“Under the best of circumstances it’s a chore to keep class going,” Guinnane said. “But when someone comes in and interrupts it completely undermines what the professor is trying to accomplish.”
Steven Berry, whose introductory economics class was the most oversubscribed course at Yale during the fall semester, has been hit three times by pranksters this year.
“If pranks were short, rare and funny, then they might actually be a welcome break,” Berry said in an e-mail. “However, [they] seem to be increasingly long, frequent and disruptive.”
Now, Guinnane said he and some of his colleagues are discussing responses to prevent further disruptions next year. Among these include a zero-tolerance policy where if another prank occurs, the professor will turn off his presentation, leave the classroom and end class.
But not all faculty members necessarily share this sentiment.
After his popular Cold War lecture was repeatedly pranked in the fall of 2008, history professor John Gaddis actually lamented the unexplained disappearance of the Pundits prank society the following year.
“I missed you guys,” he said in his final lecture of 2009. “What happened?”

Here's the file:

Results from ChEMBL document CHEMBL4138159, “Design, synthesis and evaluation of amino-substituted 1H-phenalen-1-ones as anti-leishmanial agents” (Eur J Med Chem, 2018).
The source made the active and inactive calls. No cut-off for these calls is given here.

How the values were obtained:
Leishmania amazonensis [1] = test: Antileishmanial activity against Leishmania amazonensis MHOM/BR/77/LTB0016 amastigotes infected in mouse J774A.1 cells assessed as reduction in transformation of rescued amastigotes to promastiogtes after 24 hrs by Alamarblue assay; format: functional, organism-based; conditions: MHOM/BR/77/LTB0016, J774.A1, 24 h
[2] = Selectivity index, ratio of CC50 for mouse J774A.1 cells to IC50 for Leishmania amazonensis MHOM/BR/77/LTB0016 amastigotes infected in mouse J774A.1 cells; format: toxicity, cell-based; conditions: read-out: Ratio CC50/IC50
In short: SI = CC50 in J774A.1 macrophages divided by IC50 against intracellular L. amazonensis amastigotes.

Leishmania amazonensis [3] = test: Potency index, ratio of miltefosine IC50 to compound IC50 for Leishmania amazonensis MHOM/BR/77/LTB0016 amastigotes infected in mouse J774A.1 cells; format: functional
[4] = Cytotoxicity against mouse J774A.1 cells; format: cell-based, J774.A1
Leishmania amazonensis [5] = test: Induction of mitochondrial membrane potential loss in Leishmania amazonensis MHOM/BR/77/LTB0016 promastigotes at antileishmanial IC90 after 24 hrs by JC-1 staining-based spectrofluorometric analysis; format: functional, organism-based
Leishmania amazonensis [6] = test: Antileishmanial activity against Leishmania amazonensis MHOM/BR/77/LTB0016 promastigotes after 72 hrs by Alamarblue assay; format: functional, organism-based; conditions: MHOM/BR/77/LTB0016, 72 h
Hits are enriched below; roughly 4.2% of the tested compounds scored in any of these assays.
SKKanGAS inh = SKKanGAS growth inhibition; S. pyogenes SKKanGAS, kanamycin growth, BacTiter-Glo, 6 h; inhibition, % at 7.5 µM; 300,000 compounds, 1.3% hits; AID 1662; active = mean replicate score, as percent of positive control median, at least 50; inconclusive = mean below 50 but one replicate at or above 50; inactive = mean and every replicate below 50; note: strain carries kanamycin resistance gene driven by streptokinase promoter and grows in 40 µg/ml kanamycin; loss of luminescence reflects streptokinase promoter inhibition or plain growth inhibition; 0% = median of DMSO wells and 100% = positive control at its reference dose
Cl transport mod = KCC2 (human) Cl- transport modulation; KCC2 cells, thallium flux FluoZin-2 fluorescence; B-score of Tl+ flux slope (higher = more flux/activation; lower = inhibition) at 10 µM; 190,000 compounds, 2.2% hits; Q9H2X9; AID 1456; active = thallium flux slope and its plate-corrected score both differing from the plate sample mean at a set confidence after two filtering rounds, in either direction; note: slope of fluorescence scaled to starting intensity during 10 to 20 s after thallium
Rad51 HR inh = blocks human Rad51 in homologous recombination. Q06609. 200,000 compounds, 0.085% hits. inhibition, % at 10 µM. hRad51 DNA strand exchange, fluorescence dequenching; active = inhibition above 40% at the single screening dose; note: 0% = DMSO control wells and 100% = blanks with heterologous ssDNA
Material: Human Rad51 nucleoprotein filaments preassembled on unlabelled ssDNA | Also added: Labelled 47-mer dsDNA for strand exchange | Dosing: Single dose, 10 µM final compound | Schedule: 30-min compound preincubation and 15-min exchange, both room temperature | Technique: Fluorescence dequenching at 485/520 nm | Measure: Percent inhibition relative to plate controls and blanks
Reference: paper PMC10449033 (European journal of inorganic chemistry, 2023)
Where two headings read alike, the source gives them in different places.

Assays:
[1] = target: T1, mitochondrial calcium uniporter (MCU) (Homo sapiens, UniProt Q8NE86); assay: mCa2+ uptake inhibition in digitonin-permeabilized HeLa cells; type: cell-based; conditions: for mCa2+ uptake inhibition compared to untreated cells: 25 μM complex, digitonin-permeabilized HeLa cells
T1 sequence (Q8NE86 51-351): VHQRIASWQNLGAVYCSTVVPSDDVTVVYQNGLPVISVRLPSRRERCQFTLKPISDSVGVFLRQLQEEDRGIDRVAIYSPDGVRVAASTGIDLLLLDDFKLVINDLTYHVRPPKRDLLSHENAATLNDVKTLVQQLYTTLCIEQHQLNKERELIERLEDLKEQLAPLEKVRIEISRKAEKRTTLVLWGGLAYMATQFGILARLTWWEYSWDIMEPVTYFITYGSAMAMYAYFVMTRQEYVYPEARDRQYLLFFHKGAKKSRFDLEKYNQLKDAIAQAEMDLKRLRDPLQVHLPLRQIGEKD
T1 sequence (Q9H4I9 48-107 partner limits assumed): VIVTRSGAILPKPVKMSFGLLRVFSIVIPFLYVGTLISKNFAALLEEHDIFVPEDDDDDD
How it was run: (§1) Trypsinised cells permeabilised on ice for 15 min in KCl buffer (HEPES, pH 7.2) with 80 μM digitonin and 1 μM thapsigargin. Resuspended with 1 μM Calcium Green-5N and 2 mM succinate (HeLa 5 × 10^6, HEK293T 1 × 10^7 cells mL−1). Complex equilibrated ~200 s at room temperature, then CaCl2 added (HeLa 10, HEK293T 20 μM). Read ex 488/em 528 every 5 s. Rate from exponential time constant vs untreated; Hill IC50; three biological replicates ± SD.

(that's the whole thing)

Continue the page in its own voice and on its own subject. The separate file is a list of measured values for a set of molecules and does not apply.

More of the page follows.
Then, in February, Gaddis’s “Art of Biography” seminar was interrupted by an extensive reenactment of the film “Titanic,” replete with cardboard cutout lifeboats and champagne in Solo cups.
In an e-mail, Gaddis said his classes have not been interrupted in the past few weeks.
William Summers, whose popular “Biology of Gender and Sexuality” (better known as “Porn in the Morn”) attracted a variety of pranksters before he stopped teaching it this year, said he has never found the interruptions to be a problem. He said they have not been prolonged, threatening or offensive, adding that the pranks are “really just a bit of silly humor that I have been able to accept in the spirit intended.”
In some ways, such tasks have merit, said Malay Araya ’10, who interrupted Summers’ course when she was a junior as a requirement of society tap. She strode into the lecture hall with members of her tap class and distributed condoms to students in the audience. She said the humiliating and public nature of such pranks brings the tap class together, adding that she thinks it is appealing to pull a prank in a lecture hall because its boldness walks the line of outright rudeness.
The Pundits, for their part, deny involvement in the recent course disruptions. As one member said in an e-mail, “Over this past week, sh—- societies forced their fledglings to perform sh—-, disruptive tasks, because nothing ritualizes society membership like a ton of awkward. The pundits refused to comment, before they vomited on everyone’s face.”
But with only four weekdays before the beginning of reading week, professors and administrators can rest easy — at least until next year’s tap.
Lauren Rosenthal contributed reporting.